In a market, prices are fixed by the buyer that is willing to pay the highest price. This buyer is the “marginal buyer”. The marginal buyer determines price levels and price stability and has a direct influence over the volatility of prices over time.
Businesses tend to overlook the role of these buyers because price setting is assumed as a given and it is assumed to be fixed within quite long periods. That sanguine attitude may be partially accurate during buoyant periods but not in softer business environments. Vendors of CRM never acknowledge the role of the marginal buyer but they should because it would enable them to sell their products.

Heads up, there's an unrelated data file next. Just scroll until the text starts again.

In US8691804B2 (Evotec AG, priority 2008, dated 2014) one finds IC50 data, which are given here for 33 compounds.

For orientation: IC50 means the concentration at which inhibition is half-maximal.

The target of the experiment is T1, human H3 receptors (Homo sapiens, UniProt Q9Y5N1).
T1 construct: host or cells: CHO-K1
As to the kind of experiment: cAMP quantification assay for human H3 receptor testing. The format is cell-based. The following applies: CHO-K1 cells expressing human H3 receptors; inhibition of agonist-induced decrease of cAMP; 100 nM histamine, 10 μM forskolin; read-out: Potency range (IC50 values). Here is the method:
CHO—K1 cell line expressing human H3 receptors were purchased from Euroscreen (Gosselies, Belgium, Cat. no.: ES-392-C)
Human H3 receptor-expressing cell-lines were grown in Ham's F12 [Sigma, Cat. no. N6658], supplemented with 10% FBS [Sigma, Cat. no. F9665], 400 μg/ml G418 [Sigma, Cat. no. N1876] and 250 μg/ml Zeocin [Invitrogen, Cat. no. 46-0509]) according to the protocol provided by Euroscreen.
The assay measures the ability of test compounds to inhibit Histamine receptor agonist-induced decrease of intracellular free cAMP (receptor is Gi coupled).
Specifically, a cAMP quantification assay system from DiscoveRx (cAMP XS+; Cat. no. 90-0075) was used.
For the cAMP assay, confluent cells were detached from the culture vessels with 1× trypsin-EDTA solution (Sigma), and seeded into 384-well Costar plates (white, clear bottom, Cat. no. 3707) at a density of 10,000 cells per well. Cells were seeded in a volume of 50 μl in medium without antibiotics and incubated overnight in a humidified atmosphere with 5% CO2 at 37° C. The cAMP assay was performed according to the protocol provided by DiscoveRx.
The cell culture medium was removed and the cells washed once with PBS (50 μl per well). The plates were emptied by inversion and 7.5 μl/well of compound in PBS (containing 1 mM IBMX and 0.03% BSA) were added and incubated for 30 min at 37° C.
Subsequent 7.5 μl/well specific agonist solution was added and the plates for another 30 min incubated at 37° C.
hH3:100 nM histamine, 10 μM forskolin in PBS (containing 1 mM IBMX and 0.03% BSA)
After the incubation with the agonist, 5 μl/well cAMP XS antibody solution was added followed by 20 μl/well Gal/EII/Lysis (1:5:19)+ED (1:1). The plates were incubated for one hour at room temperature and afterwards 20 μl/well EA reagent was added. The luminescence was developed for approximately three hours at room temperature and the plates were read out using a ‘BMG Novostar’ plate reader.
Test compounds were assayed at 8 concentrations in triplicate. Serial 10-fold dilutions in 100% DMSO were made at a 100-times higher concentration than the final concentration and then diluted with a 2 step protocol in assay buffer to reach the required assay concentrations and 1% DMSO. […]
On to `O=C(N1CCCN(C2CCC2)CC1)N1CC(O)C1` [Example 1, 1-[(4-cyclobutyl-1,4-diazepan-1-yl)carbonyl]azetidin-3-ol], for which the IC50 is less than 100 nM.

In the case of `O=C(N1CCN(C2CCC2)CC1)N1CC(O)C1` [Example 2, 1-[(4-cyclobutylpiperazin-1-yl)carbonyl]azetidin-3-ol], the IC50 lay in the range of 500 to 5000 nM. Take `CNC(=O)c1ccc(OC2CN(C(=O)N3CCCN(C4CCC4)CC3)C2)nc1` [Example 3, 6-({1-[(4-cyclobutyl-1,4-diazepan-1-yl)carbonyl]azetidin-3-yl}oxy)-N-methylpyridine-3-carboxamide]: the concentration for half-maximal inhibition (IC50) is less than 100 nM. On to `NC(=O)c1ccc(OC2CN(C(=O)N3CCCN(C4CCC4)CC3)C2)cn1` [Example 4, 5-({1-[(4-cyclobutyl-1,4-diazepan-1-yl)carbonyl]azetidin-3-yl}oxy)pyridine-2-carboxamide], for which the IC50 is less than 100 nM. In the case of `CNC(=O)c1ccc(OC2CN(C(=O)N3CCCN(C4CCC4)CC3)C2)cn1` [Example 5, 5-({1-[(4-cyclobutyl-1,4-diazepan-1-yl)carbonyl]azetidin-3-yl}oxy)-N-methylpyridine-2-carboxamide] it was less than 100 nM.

Sales and marketing professionals take note of the marginal buyer when the price is uncompetitive. However,
if a business does not identify this buyer, or niche, it loses its margins.
The keen observation of all social media channels which marketers devote resources to, is an example of the marginal buyer being monitored. Although the term is not used in this context, it is the influence and attitudes of those consumers on social media which have market effects on volume and price. Even if actual purchase and price is not articulated, analysis will use proxies, such as favourable statements, endorsements or similar signs which suggest propensity to buy.
Organisations need to take a comprehensive and strategic outlook on the business forces over a period of time, per- haps up to five years. The strategic assessment should:
▪ Account for the customer and market intelligence tools and whether they are capable for the future;
▪Audit the availability and potential skill sets to make use of the data and its application within the organisation’s management.